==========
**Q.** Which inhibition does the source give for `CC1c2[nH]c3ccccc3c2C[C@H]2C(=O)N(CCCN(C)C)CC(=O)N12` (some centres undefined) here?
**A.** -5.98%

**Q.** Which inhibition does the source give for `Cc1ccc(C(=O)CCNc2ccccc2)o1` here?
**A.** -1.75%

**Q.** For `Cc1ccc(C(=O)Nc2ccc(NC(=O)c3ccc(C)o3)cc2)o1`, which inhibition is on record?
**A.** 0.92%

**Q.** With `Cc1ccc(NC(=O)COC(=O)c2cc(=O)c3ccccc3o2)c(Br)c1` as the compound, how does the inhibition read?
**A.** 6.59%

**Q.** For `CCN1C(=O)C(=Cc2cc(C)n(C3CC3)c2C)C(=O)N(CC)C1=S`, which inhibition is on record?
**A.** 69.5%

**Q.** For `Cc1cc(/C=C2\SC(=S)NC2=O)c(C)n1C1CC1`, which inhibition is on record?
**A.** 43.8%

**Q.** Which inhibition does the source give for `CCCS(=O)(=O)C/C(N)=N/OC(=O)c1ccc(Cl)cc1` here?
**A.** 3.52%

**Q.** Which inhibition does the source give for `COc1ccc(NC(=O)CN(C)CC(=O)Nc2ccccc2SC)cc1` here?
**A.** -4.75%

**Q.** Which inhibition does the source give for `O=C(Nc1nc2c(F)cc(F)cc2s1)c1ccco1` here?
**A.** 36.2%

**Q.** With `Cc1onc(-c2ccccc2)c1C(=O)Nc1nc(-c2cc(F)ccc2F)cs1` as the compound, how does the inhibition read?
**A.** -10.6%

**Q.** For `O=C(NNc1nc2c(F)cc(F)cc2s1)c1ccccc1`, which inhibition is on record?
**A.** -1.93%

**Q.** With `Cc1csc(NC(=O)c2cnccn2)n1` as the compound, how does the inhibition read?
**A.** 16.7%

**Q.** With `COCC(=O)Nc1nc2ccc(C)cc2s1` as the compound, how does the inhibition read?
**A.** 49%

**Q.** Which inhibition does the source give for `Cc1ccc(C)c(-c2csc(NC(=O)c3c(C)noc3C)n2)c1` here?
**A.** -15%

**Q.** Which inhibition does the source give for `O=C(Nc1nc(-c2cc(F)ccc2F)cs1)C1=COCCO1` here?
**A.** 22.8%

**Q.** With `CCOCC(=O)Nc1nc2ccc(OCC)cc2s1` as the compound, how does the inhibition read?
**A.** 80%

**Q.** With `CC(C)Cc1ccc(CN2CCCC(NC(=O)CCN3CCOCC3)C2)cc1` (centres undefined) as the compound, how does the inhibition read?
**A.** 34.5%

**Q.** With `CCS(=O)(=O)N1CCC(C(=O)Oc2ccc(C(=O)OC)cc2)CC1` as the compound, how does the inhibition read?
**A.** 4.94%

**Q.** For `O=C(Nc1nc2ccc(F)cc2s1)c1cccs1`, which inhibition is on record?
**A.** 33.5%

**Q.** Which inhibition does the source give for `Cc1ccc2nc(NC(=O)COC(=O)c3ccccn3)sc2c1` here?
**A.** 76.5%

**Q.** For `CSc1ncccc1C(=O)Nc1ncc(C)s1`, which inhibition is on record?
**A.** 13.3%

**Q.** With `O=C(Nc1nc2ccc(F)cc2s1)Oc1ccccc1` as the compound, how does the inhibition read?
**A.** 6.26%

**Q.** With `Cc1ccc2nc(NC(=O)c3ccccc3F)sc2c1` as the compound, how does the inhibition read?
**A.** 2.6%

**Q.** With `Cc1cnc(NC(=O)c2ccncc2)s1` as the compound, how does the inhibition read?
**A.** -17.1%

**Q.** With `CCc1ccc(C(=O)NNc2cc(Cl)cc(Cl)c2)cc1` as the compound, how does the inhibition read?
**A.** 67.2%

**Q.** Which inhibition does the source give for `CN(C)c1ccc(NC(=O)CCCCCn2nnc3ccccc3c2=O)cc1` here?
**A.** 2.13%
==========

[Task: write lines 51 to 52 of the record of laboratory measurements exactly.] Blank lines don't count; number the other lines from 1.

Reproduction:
**Q.** Which inhibition does the source give for `CN(C)c1ccc(NC(=O)CCCCCn2nnc3ccccc3c2=O)cc1` here?
**A.** 2.13%